Synopsis: Heartbeats centers on two close friends, Francis (Xavier Dolan) and Marie (Monia Chokri), who find themselves fighting for the affections of the same striking young man (Neils Schneider). The more intimate the trio becomes, the more unattainable the object of their infatuation seems, sending the friends’ obsession into overdrive.
Heartbeats’ narrative may be a simple one, but it’s matched cleverly by the overindulgence in hyper-stylised aesthetic. This achieves Dolan’s overall purpose through the use of tricks and gimmicks – such as slow-motion, an intense pallet and musical motifs – controlling the viewer’s experience and capturing the superficiality of Marie and Francis’ banal obsession with Nicolas.
His self-asserting directing style is a lot like that of Pedro Almodóvar, Gus Van Sant and Wong Kar-wai – idolising both the vivacity of woman as well as the inherent beauty of men, blurring the boundaries of sexuality in the process. He does this with laid-back, lingering cinematography and striking set designs, making use of vivid colours to represent many of the themes explored within the context of the narrative. Some may think of it as style over substance, but the way in which Dolan shapes his characters and their reactions to one another shows that this is simply isn’t the case.
Through his emphatic writing, Dolan fashions a classic ménage à trois tale about the trials and tribulations of love, obsession and jealousy, often exquisitely echoing two fairly recent examples: Alfonso Cuarón’s Y Tu Mamá También and John Cameron Mitchell’s Shortbus. Heartbeats is a simple story about how, due to our exceedingly high expectations, we let ourselves down by making brash, off the cuff decisions that never work out. Dolan’s understanding of such a complex and indefinable subject shows him as a talent with a belief and knowledge of worldly ideals miles beyond his tender age.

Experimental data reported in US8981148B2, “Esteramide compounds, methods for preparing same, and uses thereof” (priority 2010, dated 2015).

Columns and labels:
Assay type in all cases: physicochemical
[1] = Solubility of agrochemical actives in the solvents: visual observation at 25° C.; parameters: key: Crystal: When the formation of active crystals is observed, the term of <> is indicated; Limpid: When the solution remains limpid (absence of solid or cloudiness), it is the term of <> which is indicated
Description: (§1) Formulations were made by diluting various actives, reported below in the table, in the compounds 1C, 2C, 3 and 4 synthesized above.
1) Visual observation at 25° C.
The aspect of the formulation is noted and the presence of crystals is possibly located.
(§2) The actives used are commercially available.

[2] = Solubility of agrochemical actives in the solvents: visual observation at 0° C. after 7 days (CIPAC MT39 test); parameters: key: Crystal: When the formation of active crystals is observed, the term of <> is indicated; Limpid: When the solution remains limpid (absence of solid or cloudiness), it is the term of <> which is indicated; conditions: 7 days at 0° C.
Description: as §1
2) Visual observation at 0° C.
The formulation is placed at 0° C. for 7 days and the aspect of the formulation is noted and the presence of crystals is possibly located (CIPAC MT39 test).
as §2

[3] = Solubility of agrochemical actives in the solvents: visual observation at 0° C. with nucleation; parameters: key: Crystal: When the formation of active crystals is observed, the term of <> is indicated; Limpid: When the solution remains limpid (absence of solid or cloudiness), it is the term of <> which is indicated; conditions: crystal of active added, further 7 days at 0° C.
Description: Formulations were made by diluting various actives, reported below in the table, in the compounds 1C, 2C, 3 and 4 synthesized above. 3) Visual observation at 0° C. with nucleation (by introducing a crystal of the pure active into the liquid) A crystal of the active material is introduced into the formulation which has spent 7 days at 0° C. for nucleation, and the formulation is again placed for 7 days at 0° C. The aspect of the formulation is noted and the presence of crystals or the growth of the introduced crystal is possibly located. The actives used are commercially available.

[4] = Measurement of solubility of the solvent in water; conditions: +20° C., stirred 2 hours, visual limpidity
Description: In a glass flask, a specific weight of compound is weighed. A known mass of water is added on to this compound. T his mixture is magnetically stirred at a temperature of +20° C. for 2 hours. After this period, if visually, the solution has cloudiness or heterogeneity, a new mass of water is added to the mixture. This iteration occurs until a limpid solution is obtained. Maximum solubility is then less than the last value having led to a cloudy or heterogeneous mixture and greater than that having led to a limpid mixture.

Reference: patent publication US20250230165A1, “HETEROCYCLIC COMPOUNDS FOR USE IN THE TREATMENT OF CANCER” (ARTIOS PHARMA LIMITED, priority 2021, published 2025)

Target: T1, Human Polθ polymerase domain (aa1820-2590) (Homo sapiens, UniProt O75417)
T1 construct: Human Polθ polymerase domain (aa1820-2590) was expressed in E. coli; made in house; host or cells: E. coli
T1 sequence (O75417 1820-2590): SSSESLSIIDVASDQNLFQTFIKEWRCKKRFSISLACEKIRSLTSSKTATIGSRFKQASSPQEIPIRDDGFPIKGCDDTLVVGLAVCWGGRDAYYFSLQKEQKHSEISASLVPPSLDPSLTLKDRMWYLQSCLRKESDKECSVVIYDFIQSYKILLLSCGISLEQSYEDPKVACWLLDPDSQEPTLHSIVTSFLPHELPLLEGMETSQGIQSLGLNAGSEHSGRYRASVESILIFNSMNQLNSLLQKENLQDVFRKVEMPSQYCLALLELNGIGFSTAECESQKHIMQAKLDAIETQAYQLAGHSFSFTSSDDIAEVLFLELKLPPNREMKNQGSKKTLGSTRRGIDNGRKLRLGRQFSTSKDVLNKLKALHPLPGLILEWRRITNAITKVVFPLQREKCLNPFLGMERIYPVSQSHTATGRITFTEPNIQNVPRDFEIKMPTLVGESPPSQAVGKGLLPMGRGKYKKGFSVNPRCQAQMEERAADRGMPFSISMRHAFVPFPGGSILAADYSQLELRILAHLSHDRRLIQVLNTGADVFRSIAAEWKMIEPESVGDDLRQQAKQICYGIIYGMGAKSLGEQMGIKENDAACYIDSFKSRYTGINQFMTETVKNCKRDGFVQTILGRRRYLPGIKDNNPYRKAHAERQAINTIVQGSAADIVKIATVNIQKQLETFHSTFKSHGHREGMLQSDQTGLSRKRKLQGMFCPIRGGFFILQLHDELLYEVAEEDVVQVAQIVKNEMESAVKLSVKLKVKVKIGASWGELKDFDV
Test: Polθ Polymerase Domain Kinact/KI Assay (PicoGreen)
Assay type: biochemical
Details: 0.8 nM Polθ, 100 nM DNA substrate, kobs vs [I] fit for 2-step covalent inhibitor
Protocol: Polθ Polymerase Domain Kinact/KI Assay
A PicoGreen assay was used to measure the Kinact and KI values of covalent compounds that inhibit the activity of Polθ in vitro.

Performance wise, the three leads are near flawless. Chokri brings a welcome level of wit and comprehension to Maria, which is beautifully undercut by her obvious flaws, most noteworthy her naivety towards romance. Dolan, as expected, plays Francis as a straight up pretty boy with a severe lack of self-confidence and an inability to read people’s emotions. Schneider, to his merit, keeps Nicolas undeniably enchanting throughout. He may be the foil to Maria and Francis’ life-long friendship, and the object of both their obsessions, but he’s oblivious to the pain and destruction he’s causing. To some degree, this makes up for his deplorable carelessness.
This is all supported by a particularly brilliant and ecclectic soundtrack, featuring songs such as Dalida’s Bang Bang, Fever Ray’s Keep the Streets Empty for Me and The Kills’ Pass This On. Not only do these songs work incredibly well together, but they also add a new level of depth to the film, speaking louder than words themselves at times when dialogue isn’t possible.
Heartbeats is a remarkable, joyous, captivating, intricately stylised and extraordinarily well pieced together piece of cinema from a budding multi-faceted talent.